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Qwiz5 Quizbowl Essentials: Brown v. Board

Brown v. Board of Education of Topeka Kansas (1954) was a landmark Supreme Court decision that overturned the separate but equal doctrine of Plessy v. Ferguson (1896) and outlawed school segregation. Earl Warren was Chief Justice in the case, and future Supreme Court justice Thurgood Marshall argued for the plaintiffs.

Celebrating the Brown v. Board of Education decision.  Part of the Qwiz5 series by Qwiz Quizbowl Camp, written to help quiz bowl teams power more tossups!

By analyzing questions, you can see patterns emerge, patterns that will help you answer more tossups. Qwiz5 is all about those patterns. In each installment of Qwiz5, we take an answer line and look at its five most common clues. Here we explore five clues that will help you answer a tossup on "Brown v. Board"


Earl Warren was the Chief Justice of the Supreme Court who presided over the Brown v. Board decision. The former Governor of California, he was nominated to the bench by Dwight Eisenhower upon the death of Fred Vinson. Warren presided over a particularly liberal period in the court’s history including rulings in Gideon v. Wainwright and Miranda v. Arizona.


Brown v. Board overturned the precedent of the separate but equal doctrine established by the 1896 case of Plessy v. Ferguson. In the case, Homer Plessy, a mixed race octaroon, was arrested for riding in a whites only train car. The Supreme Court upheld the Louisiana law, and affirmed the legality of segregation.


Briggs is one of five cases combined into the Brown v. Board case. The case is notable for evidence introduced by psychologists Kenneth and Mamie Clark who did racial bias testing with dolls. In their experiments, the Clarks offered children a black doll and a white doll and asked “Which is nicer?”. Most black children said that the white doll was nicer, leading to a conclusion that segregation led to feelings of racial inferiority. This was a key element in the court’s decision that segregation led to lasting damages.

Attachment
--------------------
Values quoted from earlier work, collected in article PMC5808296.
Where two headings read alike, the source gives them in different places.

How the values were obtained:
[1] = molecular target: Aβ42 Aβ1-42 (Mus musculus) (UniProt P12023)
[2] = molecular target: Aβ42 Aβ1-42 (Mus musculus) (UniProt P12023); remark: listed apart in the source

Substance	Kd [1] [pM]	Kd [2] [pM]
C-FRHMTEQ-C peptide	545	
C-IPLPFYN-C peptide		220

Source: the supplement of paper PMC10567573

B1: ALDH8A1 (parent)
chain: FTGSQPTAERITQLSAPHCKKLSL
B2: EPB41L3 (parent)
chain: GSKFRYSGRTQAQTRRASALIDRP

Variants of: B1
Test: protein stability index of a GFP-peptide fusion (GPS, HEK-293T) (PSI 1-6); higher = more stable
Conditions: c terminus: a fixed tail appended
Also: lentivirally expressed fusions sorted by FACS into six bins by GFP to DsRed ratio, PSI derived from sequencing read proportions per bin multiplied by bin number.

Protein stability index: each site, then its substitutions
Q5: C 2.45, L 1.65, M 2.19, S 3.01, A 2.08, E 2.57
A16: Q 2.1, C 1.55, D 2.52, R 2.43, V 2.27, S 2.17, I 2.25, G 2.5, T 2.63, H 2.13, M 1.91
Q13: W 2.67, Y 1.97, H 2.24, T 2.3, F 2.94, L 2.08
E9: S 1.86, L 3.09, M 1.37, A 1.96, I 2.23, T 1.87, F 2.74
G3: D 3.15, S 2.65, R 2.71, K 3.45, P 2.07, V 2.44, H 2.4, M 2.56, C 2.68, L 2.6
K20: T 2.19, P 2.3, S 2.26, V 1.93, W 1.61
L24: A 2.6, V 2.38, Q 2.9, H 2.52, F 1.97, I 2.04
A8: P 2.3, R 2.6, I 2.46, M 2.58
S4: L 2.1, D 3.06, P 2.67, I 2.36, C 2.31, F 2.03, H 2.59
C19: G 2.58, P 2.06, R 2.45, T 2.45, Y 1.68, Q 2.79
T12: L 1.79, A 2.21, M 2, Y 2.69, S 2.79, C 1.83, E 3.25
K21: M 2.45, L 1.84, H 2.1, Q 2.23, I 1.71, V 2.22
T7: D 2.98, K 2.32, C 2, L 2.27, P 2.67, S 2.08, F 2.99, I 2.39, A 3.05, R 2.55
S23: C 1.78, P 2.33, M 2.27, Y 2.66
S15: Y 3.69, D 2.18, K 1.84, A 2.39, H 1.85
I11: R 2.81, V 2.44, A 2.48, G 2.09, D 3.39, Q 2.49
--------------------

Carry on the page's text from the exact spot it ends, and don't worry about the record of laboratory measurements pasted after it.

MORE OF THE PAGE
Bolling v. Sharpe is a separate case that outlawed segregation of schools in the District of Columbia. Because D.C. is not a state, the 14th Amendment argument against segregation does not apply. The court issued its ruling in Bolling v. Sharpe on the same day as its ruling in Brown v. Board.


The court ordered that schools desegregate “with all deliberate speed”. This order, and its interpretation, led to a number of confrontations, most notably in 1957 when President Eisenhower used the National Guard to force Arkansas Governor Orval Faubus to integrate Little Rock Central High School.


Quizbowl is about learning, not rote memorization, so we encourage you to use this as a springboard for further reading rather than as an endpoint. Here are a few things to check out:

* The US Courts website has a great page about the Brown decision and some of the previous cases that shaped it. The website also has a lot of interesting materials to check out.

* The National Archives has a lot of primary source documents related to the case.

* An episode Malcolm Gladwell’s podcast, Revisionist History, looks at the decision from the perspective of behavioral science.

* C-SPAN did a segment on the Clark Doll Test and its relevance to the Brown v. Board decision:


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